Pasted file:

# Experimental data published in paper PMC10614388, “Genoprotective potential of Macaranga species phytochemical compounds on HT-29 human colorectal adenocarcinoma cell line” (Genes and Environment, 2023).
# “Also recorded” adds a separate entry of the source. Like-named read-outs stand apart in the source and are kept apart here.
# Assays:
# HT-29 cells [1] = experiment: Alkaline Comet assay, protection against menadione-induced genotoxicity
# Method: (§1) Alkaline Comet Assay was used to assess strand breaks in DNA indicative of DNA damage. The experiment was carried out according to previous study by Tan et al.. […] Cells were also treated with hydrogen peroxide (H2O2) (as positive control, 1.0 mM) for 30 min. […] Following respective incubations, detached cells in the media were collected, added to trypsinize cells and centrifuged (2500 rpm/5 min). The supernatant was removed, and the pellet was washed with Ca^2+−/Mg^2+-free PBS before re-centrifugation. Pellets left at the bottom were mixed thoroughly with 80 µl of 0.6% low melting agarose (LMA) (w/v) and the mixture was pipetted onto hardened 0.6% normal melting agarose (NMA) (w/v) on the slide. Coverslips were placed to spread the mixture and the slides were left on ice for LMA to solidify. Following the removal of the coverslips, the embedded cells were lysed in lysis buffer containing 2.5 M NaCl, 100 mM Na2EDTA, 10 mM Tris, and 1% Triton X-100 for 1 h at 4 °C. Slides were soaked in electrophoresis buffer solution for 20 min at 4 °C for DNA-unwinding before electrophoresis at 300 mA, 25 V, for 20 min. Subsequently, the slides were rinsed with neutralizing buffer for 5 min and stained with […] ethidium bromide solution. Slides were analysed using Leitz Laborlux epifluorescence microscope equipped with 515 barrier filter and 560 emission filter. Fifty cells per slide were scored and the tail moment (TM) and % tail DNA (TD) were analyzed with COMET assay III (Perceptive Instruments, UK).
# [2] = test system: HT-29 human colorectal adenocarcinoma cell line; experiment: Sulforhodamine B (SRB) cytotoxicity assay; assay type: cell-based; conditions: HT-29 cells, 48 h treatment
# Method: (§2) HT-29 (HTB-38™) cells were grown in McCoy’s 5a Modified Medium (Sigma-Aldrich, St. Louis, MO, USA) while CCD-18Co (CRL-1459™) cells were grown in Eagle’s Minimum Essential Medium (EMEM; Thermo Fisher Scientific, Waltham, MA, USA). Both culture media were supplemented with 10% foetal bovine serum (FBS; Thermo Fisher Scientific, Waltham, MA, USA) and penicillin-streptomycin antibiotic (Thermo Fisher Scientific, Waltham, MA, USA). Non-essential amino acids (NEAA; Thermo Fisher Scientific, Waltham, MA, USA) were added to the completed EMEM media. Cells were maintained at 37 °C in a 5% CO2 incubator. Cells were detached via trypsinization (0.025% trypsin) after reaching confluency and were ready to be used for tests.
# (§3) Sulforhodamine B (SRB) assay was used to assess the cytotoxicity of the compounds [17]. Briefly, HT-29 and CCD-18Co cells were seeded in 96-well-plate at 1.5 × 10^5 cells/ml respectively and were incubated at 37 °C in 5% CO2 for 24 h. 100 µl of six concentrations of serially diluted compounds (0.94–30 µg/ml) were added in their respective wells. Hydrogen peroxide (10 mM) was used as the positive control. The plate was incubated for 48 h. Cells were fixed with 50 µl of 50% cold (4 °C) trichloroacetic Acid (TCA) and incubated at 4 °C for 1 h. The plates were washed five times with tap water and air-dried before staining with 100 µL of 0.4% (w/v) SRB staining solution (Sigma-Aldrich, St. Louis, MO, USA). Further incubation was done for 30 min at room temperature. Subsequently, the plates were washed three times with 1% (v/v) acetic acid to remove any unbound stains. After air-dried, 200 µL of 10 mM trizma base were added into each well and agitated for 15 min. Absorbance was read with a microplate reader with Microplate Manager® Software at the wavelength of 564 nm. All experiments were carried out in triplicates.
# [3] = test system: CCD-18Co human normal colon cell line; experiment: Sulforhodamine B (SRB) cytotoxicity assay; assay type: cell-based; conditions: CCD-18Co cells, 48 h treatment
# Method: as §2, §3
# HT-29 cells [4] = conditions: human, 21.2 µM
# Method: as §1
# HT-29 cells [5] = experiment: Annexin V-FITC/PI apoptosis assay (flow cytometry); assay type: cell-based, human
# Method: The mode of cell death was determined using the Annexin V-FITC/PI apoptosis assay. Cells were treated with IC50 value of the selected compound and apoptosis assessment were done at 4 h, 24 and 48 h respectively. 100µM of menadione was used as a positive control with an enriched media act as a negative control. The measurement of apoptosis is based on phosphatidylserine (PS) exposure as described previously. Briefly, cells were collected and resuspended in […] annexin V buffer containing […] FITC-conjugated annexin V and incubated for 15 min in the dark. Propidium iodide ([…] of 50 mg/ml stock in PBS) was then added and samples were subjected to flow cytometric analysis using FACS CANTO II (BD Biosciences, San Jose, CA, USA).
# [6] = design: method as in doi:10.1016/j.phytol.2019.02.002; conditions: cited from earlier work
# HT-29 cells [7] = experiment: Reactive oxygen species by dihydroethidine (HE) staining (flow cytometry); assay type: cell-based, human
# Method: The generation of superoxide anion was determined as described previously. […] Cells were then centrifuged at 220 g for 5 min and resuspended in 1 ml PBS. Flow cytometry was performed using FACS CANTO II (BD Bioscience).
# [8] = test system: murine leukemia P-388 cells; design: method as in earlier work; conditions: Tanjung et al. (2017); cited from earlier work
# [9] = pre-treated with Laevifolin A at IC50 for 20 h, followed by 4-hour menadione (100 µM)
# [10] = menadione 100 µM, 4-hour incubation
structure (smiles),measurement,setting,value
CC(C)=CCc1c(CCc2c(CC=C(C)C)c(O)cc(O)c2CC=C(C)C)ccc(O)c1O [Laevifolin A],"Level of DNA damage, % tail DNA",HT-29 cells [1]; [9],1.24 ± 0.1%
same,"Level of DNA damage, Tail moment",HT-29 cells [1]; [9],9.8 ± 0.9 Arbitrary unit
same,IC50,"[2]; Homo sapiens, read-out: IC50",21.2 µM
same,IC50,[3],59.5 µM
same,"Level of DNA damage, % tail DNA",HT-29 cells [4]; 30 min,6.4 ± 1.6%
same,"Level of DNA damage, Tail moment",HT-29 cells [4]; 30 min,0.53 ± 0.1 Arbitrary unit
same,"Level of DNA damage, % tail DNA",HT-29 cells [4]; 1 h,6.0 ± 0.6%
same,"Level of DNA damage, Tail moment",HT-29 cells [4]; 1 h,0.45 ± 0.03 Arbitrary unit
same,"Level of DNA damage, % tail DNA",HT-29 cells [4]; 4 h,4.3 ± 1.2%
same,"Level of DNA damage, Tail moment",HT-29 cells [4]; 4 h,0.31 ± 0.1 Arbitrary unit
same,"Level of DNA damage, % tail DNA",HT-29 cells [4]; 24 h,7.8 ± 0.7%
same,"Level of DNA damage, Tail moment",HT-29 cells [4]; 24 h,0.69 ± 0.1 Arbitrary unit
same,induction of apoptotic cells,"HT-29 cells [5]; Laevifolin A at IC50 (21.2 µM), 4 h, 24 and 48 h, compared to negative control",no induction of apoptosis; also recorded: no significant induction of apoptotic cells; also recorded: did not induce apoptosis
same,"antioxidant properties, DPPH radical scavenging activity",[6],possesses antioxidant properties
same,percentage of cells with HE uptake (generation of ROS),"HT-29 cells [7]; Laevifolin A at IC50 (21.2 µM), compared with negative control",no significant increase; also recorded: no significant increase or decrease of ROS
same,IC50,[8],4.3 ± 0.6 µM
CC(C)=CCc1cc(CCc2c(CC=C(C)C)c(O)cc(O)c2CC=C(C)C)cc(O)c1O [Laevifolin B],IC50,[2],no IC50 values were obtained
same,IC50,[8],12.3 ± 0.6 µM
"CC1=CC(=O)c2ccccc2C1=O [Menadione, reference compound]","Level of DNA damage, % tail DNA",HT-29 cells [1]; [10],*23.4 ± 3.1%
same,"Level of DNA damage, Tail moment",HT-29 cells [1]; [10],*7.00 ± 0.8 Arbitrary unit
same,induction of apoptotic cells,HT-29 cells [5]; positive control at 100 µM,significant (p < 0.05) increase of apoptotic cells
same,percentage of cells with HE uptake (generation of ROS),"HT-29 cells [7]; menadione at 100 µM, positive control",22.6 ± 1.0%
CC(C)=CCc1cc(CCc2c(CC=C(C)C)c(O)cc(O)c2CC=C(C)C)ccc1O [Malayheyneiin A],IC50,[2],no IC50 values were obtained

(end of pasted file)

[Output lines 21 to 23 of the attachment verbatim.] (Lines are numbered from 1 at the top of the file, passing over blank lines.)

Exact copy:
structure (smiles),measurement,setting,value
CC(C)=CCc1c(CCc2c(CC=C(C)C)c(O)cc(O)c2CC=C(C)C)ccc(O)c1O [Laevifolin A],"Level of DNA damage, % tail DNA",HT-29 cells [1]; [9],1.24 ± 0.1%
same,"Level of DNA damage, Tail moment",HT-29 cells [1]; [9],9.8 ± 0.9 Arbitrary unit